if (searchText && searchText !== '') {
        var searchResults = _searchEnquiries(searchText);
        var ids = [];
        for (var i = 0; i < searchResults.length; i++) {
        return ids;

Then you can publish only documents that have been searched for in 'server/publications.js'

Meteor.publish('dinosaurs', function(searchText) {
    var doc = {};
    var dinosaurIds = searchDinosaurs(searchText);
    if (dinosaurIds) {
        doc._id = {
            $in: dinosaurIds
    return Dinosaurs.find(doc);

And the client side subscription would look something like this in client/main.js

Meteor.subscribe('dinosaurs', Session.get('searchQuery'));

Props to Timo Brinkmann whose musiccrawler project was the source of most this knowledge.

| improve this answer | |
  • 1
    brought it over here and gave you credit meteorpedia.com/read/Fulltext_search – flylib Aug 15 '13 at 19:33
  • That's awesome! One thing to note: this publication won't be realtime, as in the user will never get new dinosaurs that match the search etc. – Tom Coleman Aug 16 '13 at 5:47
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    @StephanTual Thimo Brinkmann points to using MongoInternals.defaultRemoteCollectionDriver().mongo.db.executeDbCommand on Google Groups groups.google.com/d/msg/meteor-talk/x9kYnO52Btg/YaWrYLZSKJQJ – ElDog Aug 23 '13 at 13:38
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    Updated syntax as of -- MongoInternals.defaultRemoteCollectionDriver().mongo._getCollection('my_collection') – amolk Nov 19 '13 at 19:47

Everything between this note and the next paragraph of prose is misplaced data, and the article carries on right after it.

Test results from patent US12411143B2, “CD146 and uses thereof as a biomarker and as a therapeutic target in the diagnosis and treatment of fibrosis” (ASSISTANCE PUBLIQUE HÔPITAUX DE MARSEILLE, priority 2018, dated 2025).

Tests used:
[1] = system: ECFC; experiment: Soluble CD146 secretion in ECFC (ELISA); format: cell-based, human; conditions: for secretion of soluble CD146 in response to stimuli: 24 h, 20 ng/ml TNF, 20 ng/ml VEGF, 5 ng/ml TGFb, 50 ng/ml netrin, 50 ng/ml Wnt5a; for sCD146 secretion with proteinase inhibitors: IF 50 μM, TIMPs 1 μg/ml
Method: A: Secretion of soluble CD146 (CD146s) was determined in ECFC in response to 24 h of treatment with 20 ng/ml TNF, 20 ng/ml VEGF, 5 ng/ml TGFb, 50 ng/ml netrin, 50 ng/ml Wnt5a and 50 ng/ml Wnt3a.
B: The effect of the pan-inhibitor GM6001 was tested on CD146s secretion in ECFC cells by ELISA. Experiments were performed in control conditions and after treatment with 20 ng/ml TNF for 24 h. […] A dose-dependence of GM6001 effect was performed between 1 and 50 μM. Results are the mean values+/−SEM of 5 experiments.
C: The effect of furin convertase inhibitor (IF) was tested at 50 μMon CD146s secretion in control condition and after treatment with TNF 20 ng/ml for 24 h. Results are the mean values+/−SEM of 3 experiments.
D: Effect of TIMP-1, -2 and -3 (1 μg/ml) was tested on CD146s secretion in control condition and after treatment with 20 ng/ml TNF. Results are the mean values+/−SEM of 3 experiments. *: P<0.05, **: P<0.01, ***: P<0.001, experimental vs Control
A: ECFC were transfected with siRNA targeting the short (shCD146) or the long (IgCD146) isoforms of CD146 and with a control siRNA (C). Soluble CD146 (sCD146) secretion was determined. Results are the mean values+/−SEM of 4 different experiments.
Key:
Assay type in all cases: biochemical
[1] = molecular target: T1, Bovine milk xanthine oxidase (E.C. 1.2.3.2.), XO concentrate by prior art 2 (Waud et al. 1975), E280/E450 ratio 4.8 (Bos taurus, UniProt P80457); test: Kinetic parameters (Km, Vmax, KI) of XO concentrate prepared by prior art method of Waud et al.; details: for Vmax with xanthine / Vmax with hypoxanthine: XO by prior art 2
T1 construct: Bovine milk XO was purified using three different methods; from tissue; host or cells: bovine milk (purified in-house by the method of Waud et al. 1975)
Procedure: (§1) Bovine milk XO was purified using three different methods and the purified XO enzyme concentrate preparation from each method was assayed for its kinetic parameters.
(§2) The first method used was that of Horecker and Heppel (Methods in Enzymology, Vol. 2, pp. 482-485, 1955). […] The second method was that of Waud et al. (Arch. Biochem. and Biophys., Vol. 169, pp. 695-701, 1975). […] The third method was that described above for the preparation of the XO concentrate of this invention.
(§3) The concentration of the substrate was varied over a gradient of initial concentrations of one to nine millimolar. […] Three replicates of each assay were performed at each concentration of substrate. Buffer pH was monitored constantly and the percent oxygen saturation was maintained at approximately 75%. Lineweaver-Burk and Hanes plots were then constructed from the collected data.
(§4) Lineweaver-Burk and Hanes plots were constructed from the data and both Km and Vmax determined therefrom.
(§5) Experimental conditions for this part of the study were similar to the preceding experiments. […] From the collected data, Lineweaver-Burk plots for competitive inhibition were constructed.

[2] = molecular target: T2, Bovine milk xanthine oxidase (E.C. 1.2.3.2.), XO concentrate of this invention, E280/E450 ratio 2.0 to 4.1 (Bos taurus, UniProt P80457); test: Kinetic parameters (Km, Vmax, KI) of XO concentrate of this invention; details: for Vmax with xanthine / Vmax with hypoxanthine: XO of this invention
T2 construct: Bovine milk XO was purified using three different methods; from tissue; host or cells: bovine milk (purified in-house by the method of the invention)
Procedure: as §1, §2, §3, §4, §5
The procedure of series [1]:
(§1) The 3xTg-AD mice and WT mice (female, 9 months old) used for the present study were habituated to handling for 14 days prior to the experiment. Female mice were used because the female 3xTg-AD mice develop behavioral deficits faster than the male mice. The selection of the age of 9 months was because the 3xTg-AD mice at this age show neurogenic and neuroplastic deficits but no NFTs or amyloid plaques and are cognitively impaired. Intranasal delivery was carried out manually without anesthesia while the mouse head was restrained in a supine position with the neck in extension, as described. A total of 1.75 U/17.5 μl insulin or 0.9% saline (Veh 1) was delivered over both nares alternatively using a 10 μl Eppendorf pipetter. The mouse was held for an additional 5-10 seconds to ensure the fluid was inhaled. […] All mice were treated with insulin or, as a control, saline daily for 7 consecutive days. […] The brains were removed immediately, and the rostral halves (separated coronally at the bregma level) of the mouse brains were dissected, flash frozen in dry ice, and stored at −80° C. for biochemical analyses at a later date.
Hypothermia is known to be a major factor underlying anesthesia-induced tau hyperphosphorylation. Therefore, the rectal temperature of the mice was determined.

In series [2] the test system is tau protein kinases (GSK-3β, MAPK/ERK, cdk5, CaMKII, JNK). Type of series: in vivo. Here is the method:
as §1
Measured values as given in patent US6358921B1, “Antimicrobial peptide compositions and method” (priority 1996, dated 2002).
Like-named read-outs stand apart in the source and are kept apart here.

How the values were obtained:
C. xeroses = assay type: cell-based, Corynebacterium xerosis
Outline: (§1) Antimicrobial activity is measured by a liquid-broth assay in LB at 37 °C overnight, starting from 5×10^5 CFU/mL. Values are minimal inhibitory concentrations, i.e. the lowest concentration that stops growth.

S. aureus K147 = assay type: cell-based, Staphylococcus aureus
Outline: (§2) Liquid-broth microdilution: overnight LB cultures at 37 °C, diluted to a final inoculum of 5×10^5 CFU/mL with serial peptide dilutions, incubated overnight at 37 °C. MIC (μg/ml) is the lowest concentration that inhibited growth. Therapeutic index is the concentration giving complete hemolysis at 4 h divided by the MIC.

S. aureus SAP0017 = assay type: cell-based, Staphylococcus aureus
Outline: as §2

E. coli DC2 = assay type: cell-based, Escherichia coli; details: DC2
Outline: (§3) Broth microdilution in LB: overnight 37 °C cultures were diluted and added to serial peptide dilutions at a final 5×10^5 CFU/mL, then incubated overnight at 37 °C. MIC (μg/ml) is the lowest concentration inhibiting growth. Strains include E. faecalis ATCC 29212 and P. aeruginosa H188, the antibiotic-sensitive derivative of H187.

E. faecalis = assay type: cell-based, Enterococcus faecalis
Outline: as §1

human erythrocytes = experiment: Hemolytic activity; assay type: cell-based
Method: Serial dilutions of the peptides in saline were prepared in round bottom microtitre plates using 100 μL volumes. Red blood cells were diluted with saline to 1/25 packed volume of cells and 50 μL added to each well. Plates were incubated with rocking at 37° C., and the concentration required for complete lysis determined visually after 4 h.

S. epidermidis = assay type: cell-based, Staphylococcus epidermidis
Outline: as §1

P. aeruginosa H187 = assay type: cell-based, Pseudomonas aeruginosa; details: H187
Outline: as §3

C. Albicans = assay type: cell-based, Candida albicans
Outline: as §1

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    I'm not sure it's best to publish/subscribe to this search, seems like a waste for most search functions, when a method call would be much less resource intensive. You have to deal with unsubscribing if your using a throttle on the search. I could see uses for pub/sub, but I don't think a general example like this is a good case. :p Just my 2c – Jordan Jun 15 '14 at 8:41

To create a text index and try to add like this I hope so it will be useful if there is still problem comment

From docs.mongodb.org:

Append scalar index fields to a text index, as in the following example which specifies an ascending index key on username:

db.collection.ensureIndex( { comments: "text",
                             username: 1 } )

Warning You cannot include multi-key index field or geospatial index field.

Use the project option in the text to return only the fields in the index, as in the following:

db.quotes.runCommand( "text", { search: "tomorrow",
                                project: { username: 1,
                                           _id: 0

Note: By default, the _id field is included in the result set. Since the example index did not include the _id field, you must explicitly exclude the field in the project document.

| improve this answer | |
  • 4
    -1 for copy&paste from docs.mongodb.org without reference. +50 for rtfm. Question is imho still unanswered. Missing the meteor context. – jgb Aug 3 '13 at 10:15